Freedom. I’ve heard that it is nothing but a fallacy. Yet, I’ve also heard that there’s a price to pay for that idea…’freedom isn’t free’. The concept of freedom is rather vague, or is it?
To me, freedom starts with the ability to acquire what I want. If I want to eat chips and dip, there should be no restrictions on that. Or if I want to drive across the country, I have the ability to do that also. And yes, I can do many of the things I want, yet, with many of those exploits, such as mountain biking certain government lands, there are passes required.
That being said, some things, and I’ll give you a few examples, are dangerous to consume or own. I see nothing wrong with background checks on guns, or restrictions on how much medicine I can purchase. For the protection of others, and ourselves, these safeguards should be put in place.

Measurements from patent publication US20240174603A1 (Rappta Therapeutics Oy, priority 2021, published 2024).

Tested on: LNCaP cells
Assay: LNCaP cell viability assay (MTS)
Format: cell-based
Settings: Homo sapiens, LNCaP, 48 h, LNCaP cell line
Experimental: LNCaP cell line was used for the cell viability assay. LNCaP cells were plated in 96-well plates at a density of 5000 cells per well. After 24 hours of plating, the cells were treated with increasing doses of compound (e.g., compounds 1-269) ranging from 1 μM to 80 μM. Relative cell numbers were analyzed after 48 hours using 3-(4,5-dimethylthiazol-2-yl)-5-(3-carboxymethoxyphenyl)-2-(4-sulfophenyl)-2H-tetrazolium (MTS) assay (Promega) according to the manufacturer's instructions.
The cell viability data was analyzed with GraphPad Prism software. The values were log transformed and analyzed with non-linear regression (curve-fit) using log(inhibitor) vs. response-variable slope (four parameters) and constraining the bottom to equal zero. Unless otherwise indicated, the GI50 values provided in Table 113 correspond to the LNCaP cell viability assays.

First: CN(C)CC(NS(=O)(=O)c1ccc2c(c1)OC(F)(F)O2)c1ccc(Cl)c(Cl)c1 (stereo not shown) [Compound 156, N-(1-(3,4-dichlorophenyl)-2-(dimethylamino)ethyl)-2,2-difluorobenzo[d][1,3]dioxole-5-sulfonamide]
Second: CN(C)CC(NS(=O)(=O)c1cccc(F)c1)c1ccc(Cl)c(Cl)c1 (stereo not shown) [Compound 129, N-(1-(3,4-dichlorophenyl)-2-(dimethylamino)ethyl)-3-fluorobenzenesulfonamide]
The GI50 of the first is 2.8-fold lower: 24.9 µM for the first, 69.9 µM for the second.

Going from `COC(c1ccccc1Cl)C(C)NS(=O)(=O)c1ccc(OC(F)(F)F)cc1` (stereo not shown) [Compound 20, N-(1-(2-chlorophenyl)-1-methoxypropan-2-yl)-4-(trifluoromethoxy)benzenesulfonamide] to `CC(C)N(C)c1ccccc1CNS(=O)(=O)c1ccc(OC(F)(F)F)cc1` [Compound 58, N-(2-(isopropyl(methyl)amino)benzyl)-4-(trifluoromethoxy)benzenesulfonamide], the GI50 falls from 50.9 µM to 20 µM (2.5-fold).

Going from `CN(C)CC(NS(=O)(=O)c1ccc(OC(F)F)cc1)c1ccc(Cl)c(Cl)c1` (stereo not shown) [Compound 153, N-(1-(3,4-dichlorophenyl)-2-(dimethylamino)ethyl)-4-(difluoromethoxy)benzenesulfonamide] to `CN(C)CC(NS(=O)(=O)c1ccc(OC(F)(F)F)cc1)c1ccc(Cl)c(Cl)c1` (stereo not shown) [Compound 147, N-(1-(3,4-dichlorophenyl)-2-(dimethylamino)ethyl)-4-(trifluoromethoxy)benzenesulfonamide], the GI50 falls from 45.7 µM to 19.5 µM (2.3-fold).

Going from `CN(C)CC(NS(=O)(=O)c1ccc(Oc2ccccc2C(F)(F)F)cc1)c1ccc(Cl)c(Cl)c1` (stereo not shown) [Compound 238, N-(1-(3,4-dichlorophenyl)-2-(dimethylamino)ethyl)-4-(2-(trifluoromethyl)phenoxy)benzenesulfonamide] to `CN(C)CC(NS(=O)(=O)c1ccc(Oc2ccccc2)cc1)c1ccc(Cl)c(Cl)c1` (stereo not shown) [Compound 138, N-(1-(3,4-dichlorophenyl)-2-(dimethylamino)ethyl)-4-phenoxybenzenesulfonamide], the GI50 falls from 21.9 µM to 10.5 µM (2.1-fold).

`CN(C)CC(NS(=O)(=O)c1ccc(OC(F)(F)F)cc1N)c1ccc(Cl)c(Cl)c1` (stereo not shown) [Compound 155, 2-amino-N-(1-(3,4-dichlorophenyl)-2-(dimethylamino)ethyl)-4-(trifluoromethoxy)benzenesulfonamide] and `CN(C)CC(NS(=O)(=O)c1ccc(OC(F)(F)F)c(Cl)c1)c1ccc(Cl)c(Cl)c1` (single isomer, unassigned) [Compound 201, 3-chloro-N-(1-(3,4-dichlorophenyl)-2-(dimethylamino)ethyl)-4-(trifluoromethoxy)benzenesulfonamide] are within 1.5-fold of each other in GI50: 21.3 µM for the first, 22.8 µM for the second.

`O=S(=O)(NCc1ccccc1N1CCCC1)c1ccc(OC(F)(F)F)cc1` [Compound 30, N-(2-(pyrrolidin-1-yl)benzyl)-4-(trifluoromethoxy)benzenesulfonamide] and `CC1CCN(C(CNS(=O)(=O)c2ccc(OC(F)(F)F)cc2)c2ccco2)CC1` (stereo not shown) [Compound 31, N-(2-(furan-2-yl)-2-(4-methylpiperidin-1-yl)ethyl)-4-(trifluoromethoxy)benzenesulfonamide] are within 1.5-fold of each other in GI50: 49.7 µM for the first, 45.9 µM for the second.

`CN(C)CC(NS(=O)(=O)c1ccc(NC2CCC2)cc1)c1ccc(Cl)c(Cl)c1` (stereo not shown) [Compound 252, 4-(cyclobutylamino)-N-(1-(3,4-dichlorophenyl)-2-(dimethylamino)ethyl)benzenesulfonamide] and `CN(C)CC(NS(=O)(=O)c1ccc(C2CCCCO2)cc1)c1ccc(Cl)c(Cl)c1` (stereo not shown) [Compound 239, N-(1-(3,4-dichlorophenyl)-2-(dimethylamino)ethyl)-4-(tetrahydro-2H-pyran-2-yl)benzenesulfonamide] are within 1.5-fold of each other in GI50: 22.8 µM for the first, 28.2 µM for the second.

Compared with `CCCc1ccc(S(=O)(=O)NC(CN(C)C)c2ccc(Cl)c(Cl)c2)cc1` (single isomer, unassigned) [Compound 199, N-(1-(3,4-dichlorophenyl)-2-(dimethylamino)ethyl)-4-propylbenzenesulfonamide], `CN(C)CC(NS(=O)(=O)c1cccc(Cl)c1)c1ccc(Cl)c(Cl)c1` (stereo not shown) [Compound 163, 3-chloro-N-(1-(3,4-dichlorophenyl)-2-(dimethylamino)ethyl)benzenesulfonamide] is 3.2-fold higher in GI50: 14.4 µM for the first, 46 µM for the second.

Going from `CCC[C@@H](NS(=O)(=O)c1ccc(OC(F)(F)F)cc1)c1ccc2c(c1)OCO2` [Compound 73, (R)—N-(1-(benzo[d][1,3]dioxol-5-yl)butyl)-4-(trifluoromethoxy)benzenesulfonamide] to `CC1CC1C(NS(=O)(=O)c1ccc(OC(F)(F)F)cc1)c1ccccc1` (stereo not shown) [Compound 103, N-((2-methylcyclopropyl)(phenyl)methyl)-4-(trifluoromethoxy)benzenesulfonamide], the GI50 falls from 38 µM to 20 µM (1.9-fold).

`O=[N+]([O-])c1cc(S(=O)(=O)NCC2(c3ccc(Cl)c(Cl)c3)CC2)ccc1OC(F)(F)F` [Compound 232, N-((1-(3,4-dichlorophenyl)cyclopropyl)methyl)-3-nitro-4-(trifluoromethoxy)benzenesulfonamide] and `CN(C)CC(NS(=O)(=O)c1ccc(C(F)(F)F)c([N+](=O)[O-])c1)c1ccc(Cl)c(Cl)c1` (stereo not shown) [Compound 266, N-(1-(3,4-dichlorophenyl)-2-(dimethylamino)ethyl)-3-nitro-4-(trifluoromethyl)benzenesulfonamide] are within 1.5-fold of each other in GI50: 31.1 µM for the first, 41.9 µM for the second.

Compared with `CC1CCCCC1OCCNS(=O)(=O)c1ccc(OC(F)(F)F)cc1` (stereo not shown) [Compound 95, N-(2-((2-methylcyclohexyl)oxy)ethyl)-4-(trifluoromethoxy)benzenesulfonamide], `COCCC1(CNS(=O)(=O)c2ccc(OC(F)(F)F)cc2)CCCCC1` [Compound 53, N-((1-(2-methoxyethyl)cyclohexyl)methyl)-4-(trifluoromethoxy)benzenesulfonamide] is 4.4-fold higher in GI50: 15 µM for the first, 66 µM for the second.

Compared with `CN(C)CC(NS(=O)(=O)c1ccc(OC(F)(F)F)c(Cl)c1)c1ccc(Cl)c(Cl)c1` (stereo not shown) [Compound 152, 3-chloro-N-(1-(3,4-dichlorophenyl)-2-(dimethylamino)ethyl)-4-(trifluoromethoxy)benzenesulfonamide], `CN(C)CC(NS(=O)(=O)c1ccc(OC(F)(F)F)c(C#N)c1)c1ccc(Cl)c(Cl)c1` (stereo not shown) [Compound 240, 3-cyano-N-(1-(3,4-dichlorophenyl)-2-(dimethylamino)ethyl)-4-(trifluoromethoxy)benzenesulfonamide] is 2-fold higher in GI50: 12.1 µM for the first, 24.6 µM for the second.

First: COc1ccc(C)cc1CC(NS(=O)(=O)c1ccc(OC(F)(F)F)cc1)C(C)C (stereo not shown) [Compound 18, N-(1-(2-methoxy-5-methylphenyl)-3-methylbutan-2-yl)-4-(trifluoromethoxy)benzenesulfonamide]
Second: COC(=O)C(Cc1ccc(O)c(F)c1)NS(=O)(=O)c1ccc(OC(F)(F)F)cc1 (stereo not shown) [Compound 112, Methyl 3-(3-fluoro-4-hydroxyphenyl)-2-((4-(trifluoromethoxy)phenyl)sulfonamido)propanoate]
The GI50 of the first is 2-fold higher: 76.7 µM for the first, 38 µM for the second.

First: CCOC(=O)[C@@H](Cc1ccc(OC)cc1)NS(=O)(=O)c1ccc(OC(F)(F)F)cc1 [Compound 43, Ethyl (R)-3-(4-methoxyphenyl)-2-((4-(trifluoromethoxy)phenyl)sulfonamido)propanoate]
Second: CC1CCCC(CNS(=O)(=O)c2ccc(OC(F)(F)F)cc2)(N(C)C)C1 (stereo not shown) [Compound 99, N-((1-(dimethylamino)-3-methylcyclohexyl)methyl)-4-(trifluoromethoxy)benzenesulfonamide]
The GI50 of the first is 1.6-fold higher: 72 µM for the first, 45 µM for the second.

But is that freedom? Is government’s place a parental role or is it simply a protective service. I believe we need government, but I’m also for a small government. When we can do what we want, when we want and how we want, government can’t inhibit one’s aspirations.
And I’ll close by saying this: becoming who you want to be is the largest freedom. Working, living and acting how you see fit speaks of your own tastes and passions. It makes us individuals and makes the world interesting. So, I guess having choices means freedom.
Have an excellent day!!
2 responses to “My Definition of Freedom”
“Having choices means freedom,” only when willing to work for it. Simply choosing doesn’t necessarily mean you’ll get it, does it? Choosing only means you’ve selected it, not owned it. So yes, giving another a choice of freedom also grants you a freedom—a tit for a tat, they used to say. And nothing is free. Even a gulp of air requires the work of your lungs. 😉
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Thanks for the comment MJ. And I am certainly willing to work for anything I want. I don’t pretend to own anything I didn’t attain either.